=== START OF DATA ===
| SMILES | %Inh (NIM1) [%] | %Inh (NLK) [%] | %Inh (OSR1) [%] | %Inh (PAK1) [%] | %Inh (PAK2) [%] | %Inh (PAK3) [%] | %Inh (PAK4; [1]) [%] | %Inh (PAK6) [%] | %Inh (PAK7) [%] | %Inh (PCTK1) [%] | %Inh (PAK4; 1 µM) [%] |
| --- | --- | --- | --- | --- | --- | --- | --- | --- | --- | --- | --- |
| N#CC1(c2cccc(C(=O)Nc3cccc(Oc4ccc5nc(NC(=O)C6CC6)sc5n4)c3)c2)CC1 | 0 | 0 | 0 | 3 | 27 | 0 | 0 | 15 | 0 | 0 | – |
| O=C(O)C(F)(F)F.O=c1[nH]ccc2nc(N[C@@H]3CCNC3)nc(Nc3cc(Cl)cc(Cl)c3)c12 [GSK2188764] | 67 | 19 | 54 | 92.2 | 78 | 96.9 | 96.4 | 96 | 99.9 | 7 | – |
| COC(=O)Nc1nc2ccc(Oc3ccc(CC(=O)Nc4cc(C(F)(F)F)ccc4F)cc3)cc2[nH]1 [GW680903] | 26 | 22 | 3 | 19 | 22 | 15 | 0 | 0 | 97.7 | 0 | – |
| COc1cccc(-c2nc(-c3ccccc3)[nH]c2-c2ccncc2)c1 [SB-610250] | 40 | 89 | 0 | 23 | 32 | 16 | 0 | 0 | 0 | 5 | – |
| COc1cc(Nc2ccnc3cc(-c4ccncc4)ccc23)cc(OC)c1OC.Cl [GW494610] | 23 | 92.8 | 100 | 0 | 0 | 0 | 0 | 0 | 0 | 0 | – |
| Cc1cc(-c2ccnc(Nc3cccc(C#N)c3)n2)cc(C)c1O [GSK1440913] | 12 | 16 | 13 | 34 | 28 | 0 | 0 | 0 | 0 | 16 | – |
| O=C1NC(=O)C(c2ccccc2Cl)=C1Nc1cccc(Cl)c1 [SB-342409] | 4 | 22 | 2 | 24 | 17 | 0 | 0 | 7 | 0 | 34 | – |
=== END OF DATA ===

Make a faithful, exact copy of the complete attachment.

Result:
| SMILES | %Inh (NIM1) [%] | %Inh (NLK) [%] | %Inh (OSR1) [%] | %Inh (PAK1) [%] | %Inh (PAK2) [%] | %Inh (PAK3) [%] | %Inh (PAK4; [1]) [%] | %Inh (PAK6) [%] | %Inh (PAK7) [%] | %Inh (PCTK1) [%] | %Inh (PAK4; 1 µM) [%] |
| --- | --- | --- | --- | --- | --- | --- | --- | --- | --- | --- | --- |
| N#CC1(c2cccc(C(=O)Nc3cccc(Oc4ccc5nc(NC(=O)C6CC6)sc5n4)c3)c2)CC1 | 0 | 0 | 0 | 3 | 27 | 0 | 0 | 15 | 0 | 0 | – |
| O=C(O)C(F)(F)F.O=c1[nH]ccc2nc(N[C@@H]3CCNC3)nc(Nc3cc(Cl)cc(Cl)c3)c12 [GSK2188764] | 67 | 19 | 54 | 92.2 | 78 | 96.9 | 96.4 | 96 | 99.9 | 7 | – |
| COC(=O)Nc1nc2ccc(Oc3ccc(CC(=O)Nc4cc(C(F)(F)F)ccc4F)cc3)cc2[nH]1 [GW680903] | 26 | 22 | 3 | 19 | 22 | 15 | 0 | 0 | 97.7 | 0 | – |
| COc1cccc(-c2nc(-c3ccccc3)[nH]c2-c2ccncc2)c1 [SB-610250] | 40 | 89 | 0 | 23 | 32 | 16 | 0 | 0 | 0 | 5 | – |
| COc1cc(Nc2ccnc3cc(-c4ccncc4)ccc23)cc(OC)c1OC.Cl [GW494610] | 23 | 92.8 | 100 | 0 | 0 | 0 | 0 | 0 | 0 | 0 | – |
| Cc1cc(-c2ccnc(Nc3cccc(C#N)c3)n2)cc(C)c1O [GSK1440913] | 12 | 16 | 13 | 34 | 28 | 0 | 0 | 0 | 0 | 16 | – |
| O=C1NC(=O)C(c2ccccc2Cl)=C1Nc1cccc(Cl)c1 [SB-342409] | 4 | 22 | 2 | 24 | 17 | 0 | 0 | 7 | 0 | 34 | – |